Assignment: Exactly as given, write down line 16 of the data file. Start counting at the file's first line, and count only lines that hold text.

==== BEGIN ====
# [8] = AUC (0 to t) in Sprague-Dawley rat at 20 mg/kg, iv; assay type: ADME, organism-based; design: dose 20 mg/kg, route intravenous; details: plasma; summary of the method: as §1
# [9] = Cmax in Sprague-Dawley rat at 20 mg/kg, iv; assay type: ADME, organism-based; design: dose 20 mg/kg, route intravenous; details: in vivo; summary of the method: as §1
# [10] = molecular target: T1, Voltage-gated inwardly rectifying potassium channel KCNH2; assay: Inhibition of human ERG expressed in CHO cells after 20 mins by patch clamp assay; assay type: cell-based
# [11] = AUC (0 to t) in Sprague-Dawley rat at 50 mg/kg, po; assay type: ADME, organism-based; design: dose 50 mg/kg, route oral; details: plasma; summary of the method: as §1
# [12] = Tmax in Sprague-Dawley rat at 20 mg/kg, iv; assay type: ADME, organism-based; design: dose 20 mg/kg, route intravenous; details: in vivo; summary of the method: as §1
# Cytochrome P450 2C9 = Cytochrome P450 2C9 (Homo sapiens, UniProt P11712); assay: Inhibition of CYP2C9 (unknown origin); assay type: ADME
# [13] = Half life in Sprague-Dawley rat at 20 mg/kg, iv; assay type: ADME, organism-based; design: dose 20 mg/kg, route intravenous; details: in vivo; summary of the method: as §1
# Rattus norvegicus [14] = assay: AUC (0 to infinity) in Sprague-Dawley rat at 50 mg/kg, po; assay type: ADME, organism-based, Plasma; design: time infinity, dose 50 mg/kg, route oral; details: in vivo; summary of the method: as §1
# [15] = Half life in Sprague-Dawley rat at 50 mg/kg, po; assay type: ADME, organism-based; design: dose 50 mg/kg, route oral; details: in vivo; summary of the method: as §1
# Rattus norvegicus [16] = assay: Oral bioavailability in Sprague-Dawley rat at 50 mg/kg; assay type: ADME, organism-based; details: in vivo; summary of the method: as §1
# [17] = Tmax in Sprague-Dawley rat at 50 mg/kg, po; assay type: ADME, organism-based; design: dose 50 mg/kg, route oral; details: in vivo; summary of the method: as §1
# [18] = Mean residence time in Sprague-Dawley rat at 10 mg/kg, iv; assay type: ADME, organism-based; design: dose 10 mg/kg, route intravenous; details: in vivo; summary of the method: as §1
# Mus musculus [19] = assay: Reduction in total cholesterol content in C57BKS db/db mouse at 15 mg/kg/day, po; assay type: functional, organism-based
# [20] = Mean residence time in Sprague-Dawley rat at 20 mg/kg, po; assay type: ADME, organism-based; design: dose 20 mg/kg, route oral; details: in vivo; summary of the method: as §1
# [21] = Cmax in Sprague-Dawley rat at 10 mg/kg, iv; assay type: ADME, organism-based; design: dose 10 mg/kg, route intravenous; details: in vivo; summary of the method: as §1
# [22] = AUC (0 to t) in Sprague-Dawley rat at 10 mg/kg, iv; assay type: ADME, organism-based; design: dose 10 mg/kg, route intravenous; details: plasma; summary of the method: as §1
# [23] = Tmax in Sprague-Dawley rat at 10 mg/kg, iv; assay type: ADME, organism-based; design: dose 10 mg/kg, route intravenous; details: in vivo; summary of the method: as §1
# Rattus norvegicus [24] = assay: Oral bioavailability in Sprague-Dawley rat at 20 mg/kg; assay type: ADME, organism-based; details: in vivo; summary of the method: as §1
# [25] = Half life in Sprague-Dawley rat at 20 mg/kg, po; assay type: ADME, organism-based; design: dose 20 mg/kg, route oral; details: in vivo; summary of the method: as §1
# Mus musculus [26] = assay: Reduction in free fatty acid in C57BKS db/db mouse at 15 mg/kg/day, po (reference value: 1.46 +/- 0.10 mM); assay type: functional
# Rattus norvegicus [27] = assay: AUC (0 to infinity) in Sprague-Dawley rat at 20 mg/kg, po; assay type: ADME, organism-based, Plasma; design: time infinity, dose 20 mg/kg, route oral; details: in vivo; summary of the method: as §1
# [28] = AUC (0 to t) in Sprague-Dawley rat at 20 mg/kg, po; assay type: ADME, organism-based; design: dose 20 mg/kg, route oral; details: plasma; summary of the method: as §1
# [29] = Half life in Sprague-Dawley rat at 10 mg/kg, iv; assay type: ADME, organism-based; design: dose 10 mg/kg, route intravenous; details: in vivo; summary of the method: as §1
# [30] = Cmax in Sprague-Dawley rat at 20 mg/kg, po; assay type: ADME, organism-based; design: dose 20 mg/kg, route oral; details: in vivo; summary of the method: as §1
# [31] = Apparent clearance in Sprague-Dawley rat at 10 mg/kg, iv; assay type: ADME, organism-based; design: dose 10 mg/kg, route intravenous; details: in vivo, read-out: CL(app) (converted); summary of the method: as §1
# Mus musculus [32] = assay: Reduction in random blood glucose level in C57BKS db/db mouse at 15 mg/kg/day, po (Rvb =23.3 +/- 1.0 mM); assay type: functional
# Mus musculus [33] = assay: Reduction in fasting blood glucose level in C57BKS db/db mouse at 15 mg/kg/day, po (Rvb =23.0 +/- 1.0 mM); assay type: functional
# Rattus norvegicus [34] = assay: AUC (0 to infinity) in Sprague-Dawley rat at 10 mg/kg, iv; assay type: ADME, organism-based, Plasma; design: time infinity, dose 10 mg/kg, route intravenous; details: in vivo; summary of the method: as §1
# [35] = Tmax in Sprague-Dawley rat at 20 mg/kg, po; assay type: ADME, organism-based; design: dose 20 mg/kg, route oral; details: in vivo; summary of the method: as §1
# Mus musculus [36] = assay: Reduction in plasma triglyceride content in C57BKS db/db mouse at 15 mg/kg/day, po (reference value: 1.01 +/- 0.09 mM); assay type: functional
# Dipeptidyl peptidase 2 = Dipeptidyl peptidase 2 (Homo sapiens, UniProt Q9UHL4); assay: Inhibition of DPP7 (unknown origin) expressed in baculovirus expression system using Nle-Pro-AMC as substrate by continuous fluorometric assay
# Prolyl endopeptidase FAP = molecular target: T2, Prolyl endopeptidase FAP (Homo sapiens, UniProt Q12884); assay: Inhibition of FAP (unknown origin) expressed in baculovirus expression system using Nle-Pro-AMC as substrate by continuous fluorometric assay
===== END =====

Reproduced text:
# [22] = AUC (0 to t) in Sprague-Dawley rat at 10 mg/kg, iv; assay type: ADME, organism-based; design: dose 10 mg/kg, route intravenous; details: plasma; summary of the method: as §1